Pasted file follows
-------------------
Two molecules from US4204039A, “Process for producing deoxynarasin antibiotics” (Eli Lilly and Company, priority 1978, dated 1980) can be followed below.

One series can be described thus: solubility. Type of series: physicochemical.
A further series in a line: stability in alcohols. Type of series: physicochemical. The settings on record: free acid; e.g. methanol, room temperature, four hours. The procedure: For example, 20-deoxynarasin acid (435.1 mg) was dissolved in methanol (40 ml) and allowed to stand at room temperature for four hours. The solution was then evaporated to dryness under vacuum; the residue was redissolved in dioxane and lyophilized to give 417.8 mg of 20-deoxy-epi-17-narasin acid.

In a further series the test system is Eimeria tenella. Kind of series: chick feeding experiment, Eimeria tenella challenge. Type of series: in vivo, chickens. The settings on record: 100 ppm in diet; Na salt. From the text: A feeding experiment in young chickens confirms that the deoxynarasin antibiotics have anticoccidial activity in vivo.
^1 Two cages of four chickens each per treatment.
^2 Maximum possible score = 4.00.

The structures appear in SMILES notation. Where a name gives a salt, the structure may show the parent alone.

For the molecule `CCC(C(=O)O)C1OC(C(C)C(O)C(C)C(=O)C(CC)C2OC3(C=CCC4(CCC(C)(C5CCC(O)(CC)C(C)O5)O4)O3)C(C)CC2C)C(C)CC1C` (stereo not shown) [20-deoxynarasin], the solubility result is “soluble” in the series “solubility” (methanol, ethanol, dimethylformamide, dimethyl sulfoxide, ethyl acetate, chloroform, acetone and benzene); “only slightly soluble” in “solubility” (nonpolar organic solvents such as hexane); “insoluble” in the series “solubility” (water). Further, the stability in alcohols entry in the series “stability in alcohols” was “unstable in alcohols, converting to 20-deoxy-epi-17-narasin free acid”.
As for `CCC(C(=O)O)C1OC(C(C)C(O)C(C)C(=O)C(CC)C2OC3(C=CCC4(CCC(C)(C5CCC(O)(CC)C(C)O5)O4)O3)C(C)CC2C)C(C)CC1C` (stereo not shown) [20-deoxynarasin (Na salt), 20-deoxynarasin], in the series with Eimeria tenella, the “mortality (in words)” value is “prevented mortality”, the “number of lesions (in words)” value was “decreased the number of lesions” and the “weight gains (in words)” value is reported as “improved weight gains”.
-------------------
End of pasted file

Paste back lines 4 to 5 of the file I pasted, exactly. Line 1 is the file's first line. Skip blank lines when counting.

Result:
In a further series the test system is Eimeria tenella. Kind of series: chick feeding experiment, Eimeria tenella challenge. Type of series: in vivo, chickens. The settings on record: 100 ppm in diet; Na salt. From the text: A feeding experiment in young chickens confirms that the deoxynarasin antibiotics have anticoccidial activity in vivo.
^1 Two cages of four chickens each per treatment.